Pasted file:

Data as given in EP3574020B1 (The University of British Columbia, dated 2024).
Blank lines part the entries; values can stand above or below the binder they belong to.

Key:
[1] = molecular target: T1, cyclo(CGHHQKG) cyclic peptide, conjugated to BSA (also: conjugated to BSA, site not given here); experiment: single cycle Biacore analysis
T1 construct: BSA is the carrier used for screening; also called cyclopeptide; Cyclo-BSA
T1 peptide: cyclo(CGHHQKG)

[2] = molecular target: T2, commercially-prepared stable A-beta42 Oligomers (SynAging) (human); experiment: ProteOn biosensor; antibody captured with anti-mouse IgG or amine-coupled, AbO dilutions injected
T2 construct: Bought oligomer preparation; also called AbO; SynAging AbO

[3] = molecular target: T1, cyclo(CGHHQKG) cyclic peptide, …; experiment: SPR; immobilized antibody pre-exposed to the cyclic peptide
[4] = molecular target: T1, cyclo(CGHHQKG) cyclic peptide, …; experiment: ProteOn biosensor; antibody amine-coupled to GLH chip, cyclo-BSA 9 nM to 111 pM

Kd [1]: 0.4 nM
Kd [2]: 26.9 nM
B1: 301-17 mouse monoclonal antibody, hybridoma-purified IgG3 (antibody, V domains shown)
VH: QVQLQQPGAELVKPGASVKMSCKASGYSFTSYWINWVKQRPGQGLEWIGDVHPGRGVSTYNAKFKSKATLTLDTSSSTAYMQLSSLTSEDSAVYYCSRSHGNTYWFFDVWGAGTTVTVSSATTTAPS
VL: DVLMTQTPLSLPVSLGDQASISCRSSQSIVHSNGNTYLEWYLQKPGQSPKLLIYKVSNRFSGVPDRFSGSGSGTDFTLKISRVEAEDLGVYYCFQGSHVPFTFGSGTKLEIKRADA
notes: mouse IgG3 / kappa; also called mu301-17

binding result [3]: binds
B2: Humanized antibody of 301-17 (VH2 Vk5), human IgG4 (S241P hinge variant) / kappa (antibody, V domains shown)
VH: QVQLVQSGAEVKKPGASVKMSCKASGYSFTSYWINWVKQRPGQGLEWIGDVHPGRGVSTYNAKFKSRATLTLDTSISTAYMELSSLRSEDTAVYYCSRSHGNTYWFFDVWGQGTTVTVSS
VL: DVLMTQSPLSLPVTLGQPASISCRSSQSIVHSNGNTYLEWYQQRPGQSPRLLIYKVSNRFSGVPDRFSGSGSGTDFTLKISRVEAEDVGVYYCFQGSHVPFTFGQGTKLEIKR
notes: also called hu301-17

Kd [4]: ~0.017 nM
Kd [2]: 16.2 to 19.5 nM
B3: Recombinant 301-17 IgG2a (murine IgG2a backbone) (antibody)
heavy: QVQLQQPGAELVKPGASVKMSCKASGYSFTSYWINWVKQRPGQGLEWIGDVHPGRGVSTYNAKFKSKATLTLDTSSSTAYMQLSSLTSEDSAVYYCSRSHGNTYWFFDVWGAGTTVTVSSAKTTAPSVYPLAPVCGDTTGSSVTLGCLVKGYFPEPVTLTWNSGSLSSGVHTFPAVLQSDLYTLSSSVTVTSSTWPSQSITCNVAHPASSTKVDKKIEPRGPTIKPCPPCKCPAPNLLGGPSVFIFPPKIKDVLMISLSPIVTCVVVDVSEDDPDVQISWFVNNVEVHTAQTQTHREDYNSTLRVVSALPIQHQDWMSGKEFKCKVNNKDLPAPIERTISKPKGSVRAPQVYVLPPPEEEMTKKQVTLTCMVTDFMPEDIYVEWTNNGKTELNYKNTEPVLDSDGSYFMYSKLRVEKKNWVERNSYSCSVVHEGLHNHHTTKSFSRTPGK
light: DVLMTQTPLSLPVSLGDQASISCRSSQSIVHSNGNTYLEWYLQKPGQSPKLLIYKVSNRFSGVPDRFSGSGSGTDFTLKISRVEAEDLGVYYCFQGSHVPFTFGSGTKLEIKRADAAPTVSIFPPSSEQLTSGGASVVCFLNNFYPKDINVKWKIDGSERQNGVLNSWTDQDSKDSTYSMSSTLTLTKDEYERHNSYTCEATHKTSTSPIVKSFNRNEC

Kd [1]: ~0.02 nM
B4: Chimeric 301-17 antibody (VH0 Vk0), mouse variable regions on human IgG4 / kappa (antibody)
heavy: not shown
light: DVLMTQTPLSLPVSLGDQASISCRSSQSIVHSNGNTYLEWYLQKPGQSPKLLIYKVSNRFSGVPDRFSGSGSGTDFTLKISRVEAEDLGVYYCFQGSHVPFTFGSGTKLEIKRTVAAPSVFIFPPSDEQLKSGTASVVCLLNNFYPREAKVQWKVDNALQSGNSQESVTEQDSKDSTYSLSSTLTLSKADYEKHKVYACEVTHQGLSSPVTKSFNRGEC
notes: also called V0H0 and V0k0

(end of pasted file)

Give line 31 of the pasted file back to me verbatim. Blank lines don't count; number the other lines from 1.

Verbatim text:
notes: also called V0H0 and V0k0